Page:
An internal U.S. Justice Department video of a private event forum that included agency interns and the U.S. Attorney General Jeff Sessions revealed a terse exchange between Sessions and interns who dared to question his stance on federal marijuana policy.
ABC News reports that while Sessions has insisted on numerous occasions that the federal justice system must be based on law and facts – casting politics aside – he apparently made his political views on legal marijuana crystal clear during this event – even going so far as to mock an intern who pressed him on it.
During the forum, Sessions was asked by one intern for his reasons to support “pretty harsh policies” when it comes to legal marijuana, while simultaneously backing relatively lax gun control measures, given that possession and use of firearms has been proven to result in far more deaths than marijuana. Sessions responded by saying that more fatal accidents are caused by drugs than alcohol (though this is an oversimplification on the research on this front) and that marijuana is undoubtedly unhealthy substance, per the findings of the American Medical Association.
The intern responded by challenging this assertion, to which Sessions responded by dismissively addressing her as “Dr. Whatever Your Name Is,” encouraging her to write to the AMA with her concerns. He added he did not believe America would be safe if cannabis was available “in every corner grocery store.” He said comparing marijuana to guns was apples-to-oranges, and that while the right to bear arms is protected by the Second Amendment, marijuana has no such protection.
Sessions’ views on legalization of marijuana have not been a secret. He has previously criticized the character of those who use marijuana, stated that D.A.R.E. videos kept kids off drugs (seemingly backing what we know to be failed “War on Drugs” policies) and has stated support for enforcement of federal drug laws.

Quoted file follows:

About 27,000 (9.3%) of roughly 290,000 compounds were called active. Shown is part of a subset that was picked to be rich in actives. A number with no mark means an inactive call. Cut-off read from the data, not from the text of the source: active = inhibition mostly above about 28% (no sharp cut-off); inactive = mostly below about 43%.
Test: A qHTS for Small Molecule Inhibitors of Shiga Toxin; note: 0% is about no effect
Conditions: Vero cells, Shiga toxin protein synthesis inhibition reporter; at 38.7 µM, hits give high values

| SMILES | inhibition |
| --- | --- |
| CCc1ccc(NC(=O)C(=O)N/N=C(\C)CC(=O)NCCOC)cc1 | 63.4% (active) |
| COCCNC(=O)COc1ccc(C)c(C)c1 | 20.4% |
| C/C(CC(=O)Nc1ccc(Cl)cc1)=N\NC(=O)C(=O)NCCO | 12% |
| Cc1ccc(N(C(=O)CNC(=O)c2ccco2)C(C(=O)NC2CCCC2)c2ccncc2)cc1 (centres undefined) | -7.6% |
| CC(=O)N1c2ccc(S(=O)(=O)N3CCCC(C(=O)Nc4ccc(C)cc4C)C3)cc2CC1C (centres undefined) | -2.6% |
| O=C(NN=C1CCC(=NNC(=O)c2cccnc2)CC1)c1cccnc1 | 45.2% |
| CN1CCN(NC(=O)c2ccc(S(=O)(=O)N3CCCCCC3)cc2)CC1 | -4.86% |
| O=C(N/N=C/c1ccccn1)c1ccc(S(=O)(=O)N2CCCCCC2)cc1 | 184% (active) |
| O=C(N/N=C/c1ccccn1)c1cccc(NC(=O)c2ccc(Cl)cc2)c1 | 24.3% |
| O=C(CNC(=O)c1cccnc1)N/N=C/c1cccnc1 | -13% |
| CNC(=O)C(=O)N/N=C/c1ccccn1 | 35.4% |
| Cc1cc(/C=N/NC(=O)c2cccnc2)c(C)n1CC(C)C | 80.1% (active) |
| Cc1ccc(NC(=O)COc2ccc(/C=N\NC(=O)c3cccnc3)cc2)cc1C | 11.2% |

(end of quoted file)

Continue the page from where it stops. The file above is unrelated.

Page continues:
It’s unclear what this will mean in the coming years for marijuana in California. As our marijuana defense attorneys in Los Angeles know, the state only recently hammered out nearly 300 pages of regulations for the new recreational cannabis marketplace, outlining substantial licensing fees, limitations on THC concentration in edibles and mandates marijuana businesses track all their product from seed-to-sale. The new regulations were initiated by the passage of Proposition 64, which left many of the details of how recreational marijuana would be managed to local governments and state regulators. The state’s regulations are broader industry rules, while local jurisdictions have the authority to decide whether they will allow marijuana to be sold in their jurisdictions. Los Angeles is among those that recently approved marijuana sales, and it’s expected to be the largest metro market for recreational marijuana.
While there are of course varying interests and concerns to balance, it does seem state regulators and local governments have been carefully – even painstakingly – working on this task. While they don’t want to bombard cities with new shops, but they do want to meet demand and do so in a way that will be safe. But all of this work might be for naught if Sessions decides to enforce federal law classifying marijuana as a Schedule I narcotic. Under federal law, cultivation and distribution of marijuana are serious offenses worthy of decades behind bars.
This conflict between federal and state law has affected nearly every aspect of state-approved marijuana distribution, but it’s been less of an issue in recent years, thanks to the hands-off policy adopted by the DOJ under the latter part of the Obama administration. Given Sessions’ position, marijuana businesses and entrepreneurs have less confidence in their operations. Although he promised to adopt “rational policy” on the issue, there has been no indication of what that is.
The reality is that halting legalization of marijuana at this juncture would be practically difficult. Most Americans support it and enforcement of federal laws would result in destabilizing strong markets – and potentially prompting voters to rebel. Then again, this administration has not yielded to the broader public opinion, so this aspect is still a wildcard.
The Los Angeles CANNABIS LAW Group represents growers, dispensaries, collectives, patients and those facing marijuana charges. Call us at 714-937-2050.
Less-guarded Sessions spars with interns in internal DOJ video, Dec. 7, 2017, By Mike Levine and Geneva Sands, ABC News
More Blog Entries:
Honolulu Police Aim to Get Guns Out of The Hands of Medical Marijuana Patients, Dec. 4, 2017, California Marijuana Lawyer Blog